[pahy-roh] /ˈpaɪ roʊ/
noun, plural pyros. Informal.
a combining form meaning “fire,” “heat,” “high temperature,” used in the formation of compound words:
pyrogen; pyrolusite; pyromancy.
Chemistry. a combining form used in the names of inorganic acids, indicating that the acid’s water content is intermediate between that of the corresponding ortho- (more water) and meta- (least water) acids (pyroantimonic, H 4 Sb 2 O 7 , pyroarsenic, H 4 As 2 O 7 , and pyrosulfuric, H 2 S 2 O 7 , acids). The combining form is also used in the names of the salts of these acids. If the acid ends in -ic, the corresponding salt ends in -ate (pyroboric acid, H 2 B 4 O 7 , and potassium pyrobate, K 2 B 4 O 7 , or pyrosulfuric, H 2 S 2 O 7 , and pyrosulfate, N 2 S 2 O 7); if the acid ends in -ous, the corresponding salt ends in -ite (pyrophosphorous acid, H 4 P 2 O 5 , potassium pyrophosphite, K 4 P 2 O 5).
denoting fire, heat, or high temperature: pyromania, pyrometer
caused or obtained by fire or heat: pyroelectricity
before vowels pyr-, word-forming element form meaning “fire,” from Greek pyro-, combining form of pyr (genitive pyros) “fire, funeral fire,” also symbolic of terrible things, rages, “rarely as an image of warmth and comfort” [Liddell & Scott]; see fire (n.). Pyriphlegethon, literally “fire-blazing,” was one of the rivers of Hell.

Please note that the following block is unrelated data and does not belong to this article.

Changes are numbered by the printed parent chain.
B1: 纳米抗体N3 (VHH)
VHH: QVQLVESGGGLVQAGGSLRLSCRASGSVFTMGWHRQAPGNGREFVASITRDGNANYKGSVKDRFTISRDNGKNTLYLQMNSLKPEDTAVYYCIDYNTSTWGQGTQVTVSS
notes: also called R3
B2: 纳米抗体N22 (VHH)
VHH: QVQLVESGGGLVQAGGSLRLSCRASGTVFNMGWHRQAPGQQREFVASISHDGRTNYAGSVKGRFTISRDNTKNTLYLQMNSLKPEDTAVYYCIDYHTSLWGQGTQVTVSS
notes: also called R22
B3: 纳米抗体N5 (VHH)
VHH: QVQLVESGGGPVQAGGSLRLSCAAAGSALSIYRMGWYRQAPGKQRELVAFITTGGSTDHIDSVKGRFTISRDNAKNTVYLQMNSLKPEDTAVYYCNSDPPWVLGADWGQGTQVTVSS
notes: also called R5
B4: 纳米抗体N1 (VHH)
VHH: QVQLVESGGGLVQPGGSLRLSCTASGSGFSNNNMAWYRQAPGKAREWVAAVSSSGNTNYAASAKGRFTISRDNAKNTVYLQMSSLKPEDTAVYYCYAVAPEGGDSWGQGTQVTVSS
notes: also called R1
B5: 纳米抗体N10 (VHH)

pyro- or pyr-
A pyromaniac, lover of fire (1977+)
[pahy-roh-bi-too-muh n, -tyoo-, -bich-oo-] /ˌpaɪ roʊ bɪˈtu mən, -ˈtyu-, -ˈbɪtʃ ʊ-/ noun 1. any of the dark, solid hydrocarbons including peat, coal, and bituminous shale.
[pahy-ruh-bawr-eyt, -it, -bohr-] /ˌpaɪ rəˈbɔr eɪt, -ɪt, -ˈboʊr-/ noun 1. 1 .
[pahy-ruh-sel-yuh-lohs] /ˌpaɪ rəˈsɛl yəˌloʊs/ noun 1. .
[pahy-ruh-kem-i-kuh l] /ˌpaɪ rəˈkɛm ɪ kəl/ adjective 1. pertaining to or producing change at high temperatures. /ˌpaɪrəʊˈkɛmɪkəl/ adjective 1. of, concerned with, being, producing, or resulting from chemical changes at high temperatures pyrochemical (pī’rō-kěm’ĭ-kəl) Relating to or designating chemical activity at elevated temperatures. Pyrochemical reactions are used, for example, to bring about the transmutation of […]